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What is forensic nursing?

What is forensic nursing?
Photo: Forensic nursing
Forensic nursing is an established and growing specialty area of nursing practice in Australia. But it’s not quite like how it’s portrayed in American television shows such as CSI and SVU, writes Karen Keast.

United States’ vice president Joseph Biden once wrote - ‘Forensic nurses play an integral role in bridging the gap between law and medicine. They should be in each and every emergency room.’

Forensic nursing has been established in the United States since the 1970s and achieved recognition as a specialty nursing area, through the American Nurses Association, in 1995.

In Australia, forensic nursing is a small but established specialty area of practice that is beginning to expand, thanks to the growing number of courses being developed in Australia and the recognition of the role nurses can play in helping victims of crime and assisting in the course of justice.
Australia’s pioneer in the field of forensics nursing, Flinders University School of Nursing and Midwifery, Associate Professor Linda Starr says when people first hear about forensic nursing they often believe “it’s about dead people”.

Assoc Professor Starr says while forensic practice was historically founded in determining the cause of death, there is now a recognised world of ‘living forensics’.

“It was Dr Harry McNamara in 1986…he saw living forensics as the application of forensic medicine to trauma cases where forensic intervention is required or needed to investigate injuries that are either caused accidentally or caused intentionally,” she says.

“He got a government grant to fund places for forensic nurses to join a living forensic team. It was so successful that forensic nursing practice has just grown from that and the general area of forensic nursing practice….it’s just blossomed from there.”

Assoc Professor Starr says Virginia A. Lynch, the founder of forensic nursing practice in the United States, describes forensic nursing as ‘the application of clinical nursing practice to trauma survivors or to those whose death is pronounced in the clinical environs, involving the identification of unrecognised, unidentified injuries and the proper processing of forensic evidence’.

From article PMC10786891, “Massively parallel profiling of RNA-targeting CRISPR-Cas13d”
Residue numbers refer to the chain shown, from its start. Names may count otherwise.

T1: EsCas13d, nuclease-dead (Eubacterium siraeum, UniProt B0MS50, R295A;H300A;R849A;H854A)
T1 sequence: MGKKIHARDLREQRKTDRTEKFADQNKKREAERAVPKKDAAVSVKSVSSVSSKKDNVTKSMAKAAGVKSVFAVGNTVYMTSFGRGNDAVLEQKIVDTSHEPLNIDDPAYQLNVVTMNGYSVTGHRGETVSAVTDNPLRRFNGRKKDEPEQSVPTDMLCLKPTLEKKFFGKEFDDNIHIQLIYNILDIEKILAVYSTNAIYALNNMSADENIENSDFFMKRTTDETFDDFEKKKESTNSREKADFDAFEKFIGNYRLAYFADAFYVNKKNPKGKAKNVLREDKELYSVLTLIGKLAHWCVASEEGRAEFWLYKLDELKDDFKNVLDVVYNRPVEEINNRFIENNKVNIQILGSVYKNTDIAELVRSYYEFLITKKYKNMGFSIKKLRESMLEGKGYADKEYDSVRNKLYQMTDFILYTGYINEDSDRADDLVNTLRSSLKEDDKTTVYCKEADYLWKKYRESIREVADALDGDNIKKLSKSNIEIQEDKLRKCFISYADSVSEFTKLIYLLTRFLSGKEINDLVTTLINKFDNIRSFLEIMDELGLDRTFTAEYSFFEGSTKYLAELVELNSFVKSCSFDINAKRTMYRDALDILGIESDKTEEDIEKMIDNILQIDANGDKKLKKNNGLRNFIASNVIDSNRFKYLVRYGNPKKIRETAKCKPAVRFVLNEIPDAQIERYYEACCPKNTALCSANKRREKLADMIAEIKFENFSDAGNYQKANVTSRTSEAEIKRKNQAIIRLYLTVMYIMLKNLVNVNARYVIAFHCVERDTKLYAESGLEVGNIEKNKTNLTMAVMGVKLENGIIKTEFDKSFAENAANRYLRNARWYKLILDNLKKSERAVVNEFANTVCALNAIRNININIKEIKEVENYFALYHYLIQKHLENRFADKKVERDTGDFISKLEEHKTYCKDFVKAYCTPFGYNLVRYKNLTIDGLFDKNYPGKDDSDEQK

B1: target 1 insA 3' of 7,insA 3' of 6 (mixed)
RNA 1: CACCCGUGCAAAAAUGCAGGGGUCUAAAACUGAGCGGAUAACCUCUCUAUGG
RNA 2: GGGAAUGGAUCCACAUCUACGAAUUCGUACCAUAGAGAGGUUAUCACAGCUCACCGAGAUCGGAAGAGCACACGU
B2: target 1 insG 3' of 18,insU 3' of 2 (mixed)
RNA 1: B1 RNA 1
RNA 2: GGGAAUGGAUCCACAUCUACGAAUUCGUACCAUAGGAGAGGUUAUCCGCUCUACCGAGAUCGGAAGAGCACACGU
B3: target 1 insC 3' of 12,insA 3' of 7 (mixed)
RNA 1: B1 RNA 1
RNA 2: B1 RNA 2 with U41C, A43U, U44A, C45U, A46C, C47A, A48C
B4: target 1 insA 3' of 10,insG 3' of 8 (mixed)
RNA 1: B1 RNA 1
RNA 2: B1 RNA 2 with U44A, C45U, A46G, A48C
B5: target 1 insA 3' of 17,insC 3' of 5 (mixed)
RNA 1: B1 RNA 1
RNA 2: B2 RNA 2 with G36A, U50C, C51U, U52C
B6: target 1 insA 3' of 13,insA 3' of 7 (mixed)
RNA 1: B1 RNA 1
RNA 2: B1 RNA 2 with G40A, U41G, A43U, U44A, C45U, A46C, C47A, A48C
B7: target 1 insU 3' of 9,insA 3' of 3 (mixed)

She says forensic nursing involves providing best clinical care, as well as medical and legal experience, through effectively identifying and preserving evidence that can be handed over to law enforcement, to be used in the investigation and prosecution of the case.

What does a forensic nurse do?

Forensic nurses work in a variety of roles, ranging from sexual assault (as Sexual Assault Nurse Examiners or SANEs) to domestic violence, child abuse and neglect, elder mistreatment, death investigation, corrections and in the aftermath of mass disasters.

According to the International Association of Forensic Nurses, most forensic nurses in the United States work in hospitals, community anti-violence programs, coroner’s and medical examiner’s offices, corrections institutions and in psychiatric hospitals.

In Australia, forensic nursing has predominantly existed in correctional nursing and forensic psychiatric nursing, where nursing staff provide for the health care needs of people held in custody.

Assoc Professor Starr, who is also the founding president of the Australian Forensic Nurses Association, says a number of forensic nurses in Australia are now working as SANEs.

“That’s where nurses are involved in the total medico-legal examination and evidence collection of a victim of a sexual assault,” she says.

“We have them established in every state and territory except South Australia. South Australia is now looking at it.”

How to become a forensic nurse?

Assoc Professor Starr advises nurses wanting to become a forensic nurse to investigate the growing number of university courses on offer in the field.

“I would suggest any courses that you can get yourself involved in - in regards to evidence collection, the legal side, understanding the law, issues around being a witness and giving evidence in court,” she says.